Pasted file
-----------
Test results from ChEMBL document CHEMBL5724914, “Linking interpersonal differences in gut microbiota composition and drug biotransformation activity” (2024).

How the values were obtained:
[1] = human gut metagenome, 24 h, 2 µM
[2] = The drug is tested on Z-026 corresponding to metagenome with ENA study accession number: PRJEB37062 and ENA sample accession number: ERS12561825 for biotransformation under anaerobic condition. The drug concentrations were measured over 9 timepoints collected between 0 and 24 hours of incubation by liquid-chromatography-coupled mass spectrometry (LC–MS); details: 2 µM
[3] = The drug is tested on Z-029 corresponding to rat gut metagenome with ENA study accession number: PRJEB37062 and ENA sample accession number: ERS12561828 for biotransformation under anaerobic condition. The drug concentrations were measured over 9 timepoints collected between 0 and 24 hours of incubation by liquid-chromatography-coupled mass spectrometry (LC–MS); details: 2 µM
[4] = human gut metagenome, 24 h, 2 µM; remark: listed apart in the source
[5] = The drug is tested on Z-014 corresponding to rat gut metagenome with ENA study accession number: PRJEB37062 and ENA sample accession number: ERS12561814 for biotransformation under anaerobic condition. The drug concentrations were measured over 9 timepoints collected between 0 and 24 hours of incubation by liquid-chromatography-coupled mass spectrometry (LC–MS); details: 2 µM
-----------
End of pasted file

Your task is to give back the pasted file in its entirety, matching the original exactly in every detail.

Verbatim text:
Test results from ChEMBL document CHEMBL5724914, “Linking interpersonal differences in gut microbiota composition and drug biotransformation activity” (2024).

How the values were obtained:
[1] = human gut metagenome, 24 h, 2 µM
[2] = The drug is tested on Z-026 corresponding to metagenome with ENA study accession number: PRJEB37062 and ENA sample accession number: ERS12561825 for biotransformation under anaerobic condition. The drug concentrations were measured over 9 timepoints collected between 0 and 24 hours of incubation by liquid-chromatography-coupled mass spectrometry (LC–MS); details: 2 µM
[3] = The drug is tested on Z-029 corresponding to rat gut metagenome with ENA study accession number: PRJEB37062 and ENA sample accession number: ERS12561828 for biotransformation under anaerobic condition. The drug concentrations were measured over 9 timepoints collected between 0 and 24 hours of incubation by liquid-chromatography-coupled mass spectrometry (LC–MS); details: 2 µM
[4] = human gut metagenome, 24 h, 2 µM; remark: listed apart in the source
[5] = The drug is tested on Z-014 corresponding to rat gut metagenome with ENA study accession number: PRJEB37062 and ENA sample accession number: ERS12561814 for biotransformation under anaerobic condition. The drug concentrations were measured over 9 timepoints collected between 0 and 24 hours of incubation by liquid-chromatography-coupled mass spectrometry (LC–MS); details: 2 µM